Circulate San Diego has just released our new report on how the City of San Diego's parking rules are barriers to Transit Oriented Development (TOD). Read the whole report here.
The parking rules in the City of San Diego are generally collected in the Municipal Code, not in individual community plan documents. This presents an opportunity for parking policy to become streamlined, and comprehensive in its approach. However, current parking rules in San Diego lack cohesion.
Parking policy in San Diego is complex, inconsistent, and difficult for developers to navigate. The parking code represents a hodgepodge of different policies, layered on top of one another over time, reflect a variety of sometimes conflicting and shifting policy goals. In some circumstances, parking minimums for new developments are reduced because of lower expected or demonstrated demand. More frequently, parking minimums are increased, on the assumption that certain areas need added parking, or perhaps more cynically, to keep new developments from coming to those neighborhoods at all.
“For almost every new home constructed in San Diego, at least one new parking space is required to be built.”
For almost every new home constructed in San Diego, at least one new parking space is required to be built. This is true for even studio apartments and other homes well served by transit. San Diego’s parking rules assume every resident will drive for all of their trips. These rules are inconsistent with reality, where many San Diegans do not own a car, or would like to live without having to own a car and pay rent for car storage in the form of a reserved parking spot.
Parking minimums for new developments are generally intended to reduce the impact of a new building to the neighborhood, by limiting the number of new neighbors that use limited street parking. However, parking requirements for new developments have a variety of unintended consequences, famously identified as the “High Cost of Free Parking,” by Professor Donald Shoup, including the tendency to encourage traffic and drive up development costs and rents for end users.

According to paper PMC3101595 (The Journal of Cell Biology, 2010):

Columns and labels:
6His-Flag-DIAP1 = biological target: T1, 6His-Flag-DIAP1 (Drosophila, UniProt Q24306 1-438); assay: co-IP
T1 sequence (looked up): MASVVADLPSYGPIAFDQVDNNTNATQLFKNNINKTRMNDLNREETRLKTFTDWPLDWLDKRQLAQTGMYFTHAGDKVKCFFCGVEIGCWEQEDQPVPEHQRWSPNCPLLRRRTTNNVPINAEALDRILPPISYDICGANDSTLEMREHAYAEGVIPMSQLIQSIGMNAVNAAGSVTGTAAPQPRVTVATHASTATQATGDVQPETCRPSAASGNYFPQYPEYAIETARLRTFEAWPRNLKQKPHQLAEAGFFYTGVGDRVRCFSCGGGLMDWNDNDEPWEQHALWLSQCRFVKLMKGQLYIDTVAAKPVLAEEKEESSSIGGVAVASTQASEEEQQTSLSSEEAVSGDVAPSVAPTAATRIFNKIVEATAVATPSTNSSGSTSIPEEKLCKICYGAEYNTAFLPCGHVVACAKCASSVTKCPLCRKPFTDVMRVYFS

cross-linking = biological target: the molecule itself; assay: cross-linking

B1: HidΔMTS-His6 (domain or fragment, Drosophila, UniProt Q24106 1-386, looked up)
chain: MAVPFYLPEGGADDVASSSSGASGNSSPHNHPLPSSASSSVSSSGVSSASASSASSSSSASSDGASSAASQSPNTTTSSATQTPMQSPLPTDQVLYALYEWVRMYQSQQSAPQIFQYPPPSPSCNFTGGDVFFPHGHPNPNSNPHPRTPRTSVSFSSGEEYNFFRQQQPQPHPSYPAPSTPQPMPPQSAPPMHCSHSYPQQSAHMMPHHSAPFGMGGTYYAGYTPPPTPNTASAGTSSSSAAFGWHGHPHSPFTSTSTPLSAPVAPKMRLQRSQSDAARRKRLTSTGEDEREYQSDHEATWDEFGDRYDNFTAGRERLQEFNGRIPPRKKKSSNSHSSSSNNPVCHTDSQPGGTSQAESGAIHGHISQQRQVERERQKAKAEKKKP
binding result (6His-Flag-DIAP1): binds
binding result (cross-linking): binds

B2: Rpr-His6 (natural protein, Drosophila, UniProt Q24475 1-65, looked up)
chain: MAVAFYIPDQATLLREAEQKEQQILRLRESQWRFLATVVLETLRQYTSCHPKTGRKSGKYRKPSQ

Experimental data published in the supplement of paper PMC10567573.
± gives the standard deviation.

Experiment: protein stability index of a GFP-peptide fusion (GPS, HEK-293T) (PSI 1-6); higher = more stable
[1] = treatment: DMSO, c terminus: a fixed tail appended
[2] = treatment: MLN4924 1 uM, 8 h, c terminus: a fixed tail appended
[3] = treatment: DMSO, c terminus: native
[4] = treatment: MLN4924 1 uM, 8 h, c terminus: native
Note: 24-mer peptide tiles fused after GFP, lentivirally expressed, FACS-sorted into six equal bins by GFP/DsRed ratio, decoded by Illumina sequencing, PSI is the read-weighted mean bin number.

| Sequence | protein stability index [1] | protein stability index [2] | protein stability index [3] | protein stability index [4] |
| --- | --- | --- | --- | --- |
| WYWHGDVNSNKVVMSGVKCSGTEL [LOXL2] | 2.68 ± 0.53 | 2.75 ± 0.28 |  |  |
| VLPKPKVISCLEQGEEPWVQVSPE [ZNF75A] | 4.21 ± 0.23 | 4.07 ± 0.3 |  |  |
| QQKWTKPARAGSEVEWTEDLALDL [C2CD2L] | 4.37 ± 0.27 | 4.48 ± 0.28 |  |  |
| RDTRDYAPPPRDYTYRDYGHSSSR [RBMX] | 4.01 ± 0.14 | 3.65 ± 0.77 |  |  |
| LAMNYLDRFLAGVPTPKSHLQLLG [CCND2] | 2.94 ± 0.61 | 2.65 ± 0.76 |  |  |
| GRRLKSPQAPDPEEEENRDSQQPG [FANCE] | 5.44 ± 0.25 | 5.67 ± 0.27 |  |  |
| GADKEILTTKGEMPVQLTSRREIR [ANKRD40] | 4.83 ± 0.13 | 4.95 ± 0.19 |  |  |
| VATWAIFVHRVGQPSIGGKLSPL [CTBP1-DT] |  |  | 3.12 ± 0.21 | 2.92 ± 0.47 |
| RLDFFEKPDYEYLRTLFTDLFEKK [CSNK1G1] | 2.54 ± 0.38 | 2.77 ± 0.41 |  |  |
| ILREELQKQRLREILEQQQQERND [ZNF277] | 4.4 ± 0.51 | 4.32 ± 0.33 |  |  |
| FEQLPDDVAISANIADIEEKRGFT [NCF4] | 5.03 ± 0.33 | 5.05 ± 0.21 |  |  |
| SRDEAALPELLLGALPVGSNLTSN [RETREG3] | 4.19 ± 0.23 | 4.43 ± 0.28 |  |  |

While parking minimums may serve important purposes in some circumstances, parking minimums that are too high can hurt neighborhoods and limit the ability to achieve smart growth goals. The City of San Diego should examine parking reforms that will allow the City to meet its Climate Action Plan goals, and implement the General Plan’s City of Villages Strategy.
- Requests to lower parking requirements are burdensome and time-consuming.
- Reduction in parking minimums for areas near transit are minimal and limited.
- Assumption that all future residents will drive will not support mode share goals in the Climate Action Plan.
San Diego Mayor Kevin Faulconer released a report on how the City will implement the first year of its Climate Action Plan. The report details expenditures of nearly $130 million to reduce green house gas emissions through a series of actions focused on transportation, housing, energy, and water. Circulate's Executive Director Jim Stone spoke at the press conference, stating "The Climate Action Plan not only sets a course for San Diego, it serves as an example for cities around the nation. The Mayor's proposal today is a welcomed down payment on a robust implementation to demonstrate our City's continued leadership to protect our climate and our quality of life."Read more
Circulate San Diego joined with a number of environmental and transportation advocacy organizations from around California to sign onto a letter to support the revision of the Phase II Ridesharing Proposed Decision to allow transportation network company (TNC) drivers to use vehicles obtained through rentals or short-term leases. The current proposal requires that TNC drivers own or lease their vehicles for terms longer than four months, the consequence of which would be to remove hundreds of TNC electric vehicles currently in service and eliminate a promising strategy for increasing electric vehicle (EV) deployment, especially in disadvantaged communities.
Read the entire letter [PDF]
UC San Diego is currently soliciting input from the campus community regarding transportation and parking policy.
Students, staff, and faculty can make their voices heard by accessing IdeaWave with their UC San Diego email address through April 18, 2016. Supporters for smart transportation choices can let the administration know they support more access to campus for transit, walking, and bicycling.
Circulate San Diego submitted a detailed comment letter, outlining a variety of ways UC San Diego can improve access to the campus, without relying only on more expensive car storage and added traffic.
You can read a full copy of our letter here [PDF]